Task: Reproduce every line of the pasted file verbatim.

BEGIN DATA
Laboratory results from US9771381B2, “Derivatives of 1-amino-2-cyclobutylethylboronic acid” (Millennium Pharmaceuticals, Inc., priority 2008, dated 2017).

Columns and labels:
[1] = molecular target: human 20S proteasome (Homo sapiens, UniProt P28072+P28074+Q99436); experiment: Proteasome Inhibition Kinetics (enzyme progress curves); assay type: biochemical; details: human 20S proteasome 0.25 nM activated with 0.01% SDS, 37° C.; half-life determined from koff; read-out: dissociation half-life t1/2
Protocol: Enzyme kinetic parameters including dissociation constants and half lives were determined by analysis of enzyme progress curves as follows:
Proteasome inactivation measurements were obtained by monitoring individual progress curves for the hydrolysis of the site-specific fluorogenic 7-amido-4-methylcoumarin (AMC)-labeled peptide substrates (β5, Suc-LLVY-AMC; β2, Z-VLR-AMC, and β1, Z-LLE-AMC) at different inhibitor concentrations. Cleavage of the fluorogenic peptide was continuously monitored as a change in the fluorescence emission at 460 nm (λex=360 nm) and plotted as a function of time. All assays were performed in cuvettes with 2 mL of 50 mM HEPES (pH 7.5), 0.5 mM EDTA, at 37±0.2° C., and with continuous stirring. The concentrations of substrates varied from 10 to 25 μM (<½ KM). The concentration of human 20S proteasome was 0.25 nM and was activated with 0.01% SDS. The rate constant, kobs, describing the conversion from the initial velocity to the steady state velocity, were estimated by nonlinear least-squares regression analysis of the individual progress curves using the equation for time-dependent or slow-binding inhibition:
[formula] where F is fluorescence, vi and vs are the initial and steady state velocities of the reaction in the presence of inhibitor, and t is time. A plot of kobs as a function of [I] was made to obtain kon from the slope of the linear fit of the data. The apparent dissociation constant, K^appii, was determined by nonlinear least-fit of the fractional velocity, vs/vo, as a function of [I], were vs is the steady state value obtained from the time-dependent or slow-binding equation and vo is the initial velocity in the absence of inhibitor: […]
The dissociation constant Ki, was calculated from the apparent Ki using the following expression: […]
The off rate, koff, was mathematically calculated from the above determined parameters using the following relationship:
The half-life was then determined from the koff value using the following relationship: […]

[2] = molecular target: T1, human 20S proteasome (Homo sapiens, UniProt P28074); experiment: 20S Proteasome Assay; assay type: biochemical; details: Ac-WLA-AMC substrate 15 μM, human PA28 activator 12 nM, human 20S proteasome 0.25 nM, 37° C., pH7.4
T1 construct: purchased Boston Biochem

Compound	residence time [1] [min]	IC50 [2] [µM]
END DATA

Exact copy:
Laboratory results from US9771381B2, “Derivatives of 1-amino-2-cyclobutylethylboronic acid” (Millennium Pharmaceuticals, Inc., priority 2008, dated 2017).

Columns and labels:
[1] = molecular target: human 20S proteasome (Homo sapiens, UniProt P28072+P28074+Q99436); experiment: Proteasome Inhibition Kinetics (enzyme progress curves); assay type: biochemical; details: human 20S proteasome 0.25 nM activated with 0.01% SDS, 37° C.; half-life determined from koff; read-out: dissociation half-life t1/2
Protocol: Enzyme kinetic parameters including dissociation constants and half lives were determined by analysis of enzyme progress curves as follows:
Proteasome inactivation measurements were obtained by monitoring individual progress curves for the hydrolysis of the site-specific fluorogenic 7-amido-4-methylcoumarin (AMC)-labeled peptide substrates (β5, Suc-LLVY-AMC; β2, Z-VLR-AMC, and β1, Z-LLE-AMC) at different inhibitor concentrations. Cleavage of the fluorogenic peptide was continuously monitored as a change in the fluorescence emission at 460 nm (λex=360 nm) and plotted as a function of time. All assays were performed in cuvettes with 2 mL of 50 mM HEPES (pH 7.5), 0.5 mM EDTA, at 37±0.2° C., and with continuous stirring. The concentrations of substrates varied from 10 to 25 μM (<½ KM). The concentration of human 20S proteasome was 0.25 nM and was activated with 0.01% SDS. The rate constant, kobs, describing the conversion from the initial velocity to the steady state velocity, were estimated by nonlinear least-squares regression analysis of the individual progress curves using the equation for time-dependent or slow-binding inhibition:
[formula] where F is fluorescence, vi and vs are the initial and steady state velocities of the reaction in the presence of inhibitor, and t is time. A plot of kobs as a function of [I] was made to obtain kon from the slope of the linear fit of the data. The apparent dissociation constant, K^appii, was determined by nonlinear least-fit of the fractional velocity, vs/vo, as a function of [I], were vs is the steady state value obtained from the time-dependent or slow-binding equation and vo is the initial velocity in the absence of inhibitor: […]
The dissociation constant Ki, was calculated from the apparent Ki using the following expression: […]
The off rate, koff, was mathematically calculated from the above determined parameters using the following relationship:
The half-life was then determined from the koff value using the following relationship: […]

[2] = molecular target: T1, human 20S proteasome (Homo sapiens, UniProt P28074); experiment: 20S Proteasome Assay; assay type: biochemical; details: Ac-WLA-AMC substrate 15 μM, human PA28 activator 12 nM, human 20S proteasome 0.25 nM, 37° C., pH7.4
T1 construct: purchased Boston Biochem

Compound	residence time [1] [min]	IC50 [2] [µM]